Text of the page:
Can gown help town? exploring the "gap" between accounting practice and academia and providing a theory for why it exists

Rebecca Bloch, Gary Kleinman, Amanda Peterson

Research output: Contribution to journalArticlepeer-review


The purpose of this paper is to develop a comprehensive theory as to why academic research in accounting is said not to help practice. The authors (1) present a comprehensive literature review in the academic/ practitioner gap arena, and (2) develop a theoretical background for it. Further, they identify (3) the different information needs of these groups using value group theory and (4) the inherent factors and personality traits that influence career choice. Next, they (5) evaluate the values of each subgroup. They then (6) theorize what types of accounting research would interest each. They argue that (7) individuals who enter the academy differ from those who enter practice, and (8) the socialization processes and the impact of the professional setting (practice or academe) on behaviors further the separation of academic research from practitioner needs. This paper is theoretical. It suggests that bridging the gap will be difficult. The study is theoretical. The limitation is that it does not empirically test the relationships hypothesized. By providing a comprehensive model of factors underlying the gap, however, it can be a fruitful source of research ideas for years to come. The implications are that it will be difficult to bridge the gap between accounting practitioners and academics. Having a greater understanding of the causes of the gap, however, may be very useful in fostering thought as to how to overcome it. Prior literature on the topic is largely atheoretical. This paper is the first to develop a broad theory of the gap.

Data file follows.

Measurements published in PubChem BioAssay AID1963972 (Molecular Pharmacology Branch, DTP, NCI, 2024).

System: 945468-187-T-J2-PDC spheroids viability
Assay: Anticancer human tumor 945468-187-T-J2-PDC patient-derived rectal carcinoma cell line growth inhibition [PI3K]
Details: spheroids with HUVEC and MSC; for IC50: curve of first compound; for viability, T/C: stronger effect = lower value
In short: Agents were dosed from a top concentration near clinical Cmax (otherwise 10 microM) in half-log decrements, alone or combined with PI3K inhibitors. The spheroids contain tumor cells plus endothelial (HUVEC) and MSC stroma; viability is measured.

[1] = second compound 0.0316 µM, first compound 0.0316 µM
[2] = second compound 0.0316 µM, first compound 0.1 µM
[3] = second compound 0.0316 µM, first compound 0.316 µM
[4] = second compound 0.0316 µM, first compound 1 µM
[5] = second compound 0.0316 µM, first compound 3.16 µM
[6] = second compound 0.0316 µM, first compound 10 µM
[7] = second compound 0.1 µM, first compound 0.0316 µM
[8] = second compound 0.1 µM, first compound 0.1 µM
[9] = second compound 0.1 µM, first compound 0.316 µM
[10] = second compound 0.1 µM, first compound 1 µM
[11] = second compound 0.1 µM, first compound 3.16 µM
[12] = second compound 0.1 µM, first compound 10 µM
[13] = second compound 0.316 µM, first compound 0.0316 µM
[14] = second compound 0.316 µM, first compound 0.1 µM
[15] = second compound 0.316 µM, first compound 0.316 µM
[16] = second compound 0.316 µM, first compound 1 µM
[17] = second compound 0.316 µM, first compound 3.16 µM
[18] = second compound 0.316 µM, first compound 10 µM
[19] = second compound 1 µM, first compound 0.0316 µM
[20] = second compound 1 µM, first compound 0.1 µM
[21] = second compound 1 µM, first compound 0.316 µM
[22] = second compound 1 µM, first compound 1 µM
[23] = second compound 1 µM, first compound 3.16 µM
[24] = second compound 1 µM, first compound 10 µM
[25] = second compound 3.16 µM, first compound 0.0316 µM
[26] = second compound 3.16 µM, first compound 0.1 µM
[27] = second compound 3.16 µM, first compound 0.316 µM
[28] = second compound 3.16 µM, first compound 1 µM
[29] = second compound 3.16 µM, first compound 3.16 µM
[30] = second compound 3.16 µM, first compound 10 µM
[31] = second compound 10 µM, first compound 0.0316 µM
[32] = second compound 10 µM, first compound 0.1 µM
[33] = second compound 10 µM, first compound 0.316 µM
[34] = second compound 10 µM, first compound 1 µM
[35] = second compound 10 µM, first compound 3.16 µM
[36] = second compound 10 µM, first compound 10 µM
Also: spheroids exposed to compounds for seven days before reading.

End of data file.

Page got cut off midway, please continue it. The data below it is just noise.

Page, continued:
Original languageEnglish
Pages (from-to)23-61
Number of pages39
JournalAdvances in Public Interest Accounting
StatePublished - 2017


  • Accountants
  • Career path
  • Personality
  • Setting-effects
  • Socialization
  • Values


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